The plaintiff pleads the defendants’ “willful refusal to pay him his wages and other compensation due under Washington and wage theft law” and his “wrongful discharge in violation of public policy.” Early in his employment, the plaintiff reportedly “was required to purchase certain products in order to perform the duties Heated Details required him to perform,” but was denied reimbursement then and on a continual basis. The plaintiff claims that the defendants “routinely failed to provide Plaintiff with a paystub or other basic payroll information,” and repeatedly failed to timely pay him wages owed, citing “cash-flow problems.” The plaintiff claims that, in mid-March 2020, he was notified that the defendants would not timely pay compensation owed, and that he should “seek unemployment benefits as per Washington State’s response to the COVID-19 outbreak.” The plaintiff reportedly took the position that the alleged wage nonpayment “preceded the outbreak and that applying for unemployment based on COVID-19 did not seem appropriate.” The plaintiff claims that in a conversation with his employer’s owner she indicated that she did not know when wages allegedly due would be paid, and that she did not commit to reimbursing him for allegedly due “unreimbursed business expenses.” According to the plaintiff, the defendants then threatened him with litigation when he sought unemployment benefits related to a COVID-19 layoff and closure. The plaintiff seeks allegedly due wages, exemplary damages, attorney fees, and other damages.

May 13, 2020
Kenneth England, on behalf of himself and all others similarly situated, v. United Airlines Inc. (Northern District of Illinois)
In this putative class-based contract action, the plaintiff, a shift manager at the company’s hub at Chicago O’Hare International Airport, claims that in exchange for federal paycheck protection funds, the airline agreed “it would not require any employee to take a temporary suspension or unpaid leave for any reason, it would not reduce the pay rate of any employee earning a salary or wages, and it would not reduce the benefits of any employee, until September 30, 2020.” Per plaintiff, two weeks after signing the agreement to receive PPP funds, the airline advised management and administration employees that they need to take 20 unpaid days off under the airline’s Unpaid Time Off Program, between May 16, 2020, and Sept. 30, 2020. The plaintiff asserts that the airline communicated via electronic mail that the CARES Act assistance “only covers a part of [the airline’s] payroll costs.” The plaintiff seeks compensatory and other damages for himself and the putative class, costs, interest, and attorney and expert fees.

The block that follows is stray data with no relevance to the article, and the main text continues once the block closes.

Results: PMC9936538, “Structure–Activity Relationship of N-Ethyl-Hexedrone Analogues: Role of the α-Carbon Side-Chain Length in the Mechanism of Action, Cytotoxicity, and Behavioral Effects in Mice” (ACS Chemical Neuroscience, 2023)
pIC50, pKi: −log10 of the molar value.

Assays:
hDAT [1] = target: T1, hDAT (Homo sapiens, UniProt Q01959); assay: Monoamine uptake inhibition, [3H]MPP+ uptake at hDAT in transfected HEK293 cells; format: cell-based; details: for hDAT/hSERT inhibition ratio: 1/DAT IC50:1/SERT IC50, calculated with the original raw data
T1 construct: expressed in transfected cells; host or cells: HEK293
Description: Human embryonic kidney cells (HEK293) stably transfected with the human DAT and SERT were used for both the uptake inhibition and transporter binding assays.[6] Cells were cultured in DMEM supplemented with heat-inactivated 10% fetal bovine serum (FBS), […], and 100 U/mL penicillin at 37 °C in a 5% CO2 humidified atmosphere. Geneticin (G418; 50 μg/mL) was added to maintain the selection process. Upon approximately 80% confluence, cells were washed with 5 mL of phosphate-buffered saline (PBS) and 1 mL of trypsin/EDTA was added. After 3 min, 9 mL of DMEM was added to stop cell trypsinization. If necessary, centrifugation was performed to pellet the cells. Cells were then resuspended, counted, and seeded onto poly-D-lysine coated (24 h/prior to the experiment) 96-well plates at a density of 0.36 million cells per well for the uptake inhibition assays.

May 7, 2020
Evans, et al. v. Dart, et al. (Northern District of Illinois)
Plaintiffs, correctional officers working for Cook County, Illinois, assert a hybrid class and collective action under the Fair Labor Standards Act (FLSA) and the Illinois Wage Payment and Collection Act (IWPCA). Plaintiffs allege that the county failed to pay them regular or overtime wages for the time they spent at the beginning and end of their shifts sanitizing themselves, their uniforms, and their personal protective equipment, all of which was required in response to the COVID-19 pandemic. Plaintiffs allege that these activities, which were uncompensated, took approximately 20-30 minutes each shift. 

May 5, 2020
McGhee v. Postmates Inc. (San Francisco County, California)
Corbin v. DoorDash, Inc.
(San Francisco County, California)
Class action complaints brought by the same attorneys on behalf of all gig economy workers working for defendants in the state of California, alleging that defendant violated California AB 5 by misclassifying gig economy workers as independent contractors. The complaints allege that the plaintiffs and putative class members were therefore denied, among other things, reimbursement for expenses (including masks and hand sanitizer), and denied payment for all time worked (including time spent procuring masks and hand sanitizer). These virtually identical class action complaints allege in great detail the extent of the COVID-19 pandemic, including the nature of California’s response, as well as the safety guidelines issued by the state and federal agencies. The complaints go on to allege that the defendants failed to protect these gig economy workers by failing to mandate safe practices in light of COVID-19. As a result, in addition to wage and hour California class action claims derived from defendants’ response to COVID-19, each complaint also asserts class claims for public nuisance. 

April 24, 2020
Ferrante v. Ratner Companies (Broward County Circuit Court) (See related case, Olsen v. Ratner Companies dba Hair Cuttery, et al.)